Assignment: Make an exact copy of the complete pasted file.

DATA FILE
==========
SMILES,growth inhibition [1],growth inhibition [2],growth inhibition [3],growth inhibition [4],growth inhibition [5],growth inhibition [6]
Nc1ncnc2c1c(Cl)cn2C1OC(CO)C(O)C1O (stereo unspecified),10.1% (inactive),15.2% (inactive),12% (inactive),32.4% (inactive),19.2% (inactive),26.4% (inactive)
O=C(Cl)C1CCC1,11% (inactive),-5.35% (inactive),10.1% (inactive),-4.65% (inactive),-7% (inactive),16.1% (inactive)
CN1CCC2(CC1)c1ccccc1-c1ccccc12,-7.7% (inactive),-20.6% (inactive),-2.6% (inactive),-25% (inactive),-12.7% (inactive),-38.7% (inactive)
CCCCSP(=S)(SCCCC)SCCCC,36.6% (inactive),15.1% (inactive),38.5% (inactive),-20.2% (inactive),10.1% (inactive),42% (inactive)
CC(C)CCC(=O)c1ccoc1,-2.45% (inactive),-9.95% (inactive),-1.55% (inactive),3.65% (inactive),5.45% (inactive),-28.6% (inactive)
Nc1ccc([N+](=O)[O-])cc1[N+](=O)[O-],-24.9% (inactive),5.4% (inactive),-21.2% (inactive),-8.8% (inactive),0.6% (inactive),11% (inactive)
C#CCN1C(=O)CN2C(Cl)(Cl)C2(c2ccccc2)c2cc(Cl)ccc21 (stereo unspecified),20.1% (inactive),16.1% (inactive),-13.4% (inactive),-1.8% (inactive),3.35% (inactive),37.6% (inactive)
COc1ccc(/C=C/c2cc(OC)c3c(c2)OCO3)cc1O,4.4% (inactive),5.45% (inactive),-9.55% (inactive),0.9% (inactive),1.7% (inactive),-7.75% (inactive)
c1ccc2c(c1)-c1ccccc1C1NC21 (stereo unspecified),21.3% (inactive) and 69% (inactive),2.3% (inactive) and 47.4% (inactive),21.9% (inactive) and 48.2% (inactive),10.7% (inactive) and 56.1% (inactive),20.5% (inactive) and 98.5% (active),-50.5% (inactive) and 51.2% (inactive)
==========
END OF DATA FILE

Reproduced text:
SMILES,growth inhibition [1],growth inhibition [2],growth inhibition [3],growth inhibition [4],growth inhibition [5],growth inhibition [6]
Nc1ncnc2c1c(Cl)cn2C1OC(CO)C(O)C1O (stereo unspecified),10.1% (inactive),15.2% (inactive),12% (inactive),32.4% (inactive),19.2% (inactive),26.4% (inactive)
O=C(Cl)C1CCC1,11% (inactive),-5.35% (inactive),10.1% (inactive),-4.65% (inactive),-7% (inactive),16.1% (inactive)
CN1CCC2(CC1)c1ccccc1-c1ccccc12,-7.7% (inactive),-20.6% (inactive),-2.6% (inactive),-25% (inactive),-12.7% (inactive),-38.7% (inactive)
CCCCSP(=S)(SCCCC)SCCCC,36.6% (inactive),15.1% (inactive),38.5% (inactive),-20.2% (inactive),10.1% (inactive),42% (inactive)
CC(C)CCC(=O)c1ccoc1,-2.45% (inactive),-9.95% (inactive),-1.55% (inactive),3.65% (inactive),5.45% (inactive),-28.6% (inactive)
Nc1ccc([N+](=O)[O-])cc1[N+](=O)[O-],-24.9% (inactive),5.4% (inactive),-21.2% (inactive),-8.8% (inactive),0.6% (inactive),11% (inactive)
C#CCN1C(=O)CN2C(Cl)(Cl)C2(c2ccccc2)c2cc(Cl)ccc21 (stereo unspecified),20.1% (inactive),16.1% (inactive),-13.4% (inactive),-1.8% (inactive),3.35% (inactive),37.6% (inactive)
COc1ccc(/C=C/c2cc(OC)c3c(c2)OCO3)cc1O,4.4% (inactive),5.45% (inactive),-9.55% (inactive),0.9% (inactive),1.7% (inactive),-7.75% (inactive)
c1ccc2c(c1)-c1ccccc1C1NC21 (stereo unspecified),21.3% (inactive) and 69% (inactive),2.3% (inactive) and 47.4% (inactive),21.9% (inactive) and 48.2% (inactive),10.7% (inactive) and 56.1% (inactive),20.5% (inactive) and 98.5% (active),-50.5% (inactive) and 51.2% (inactive)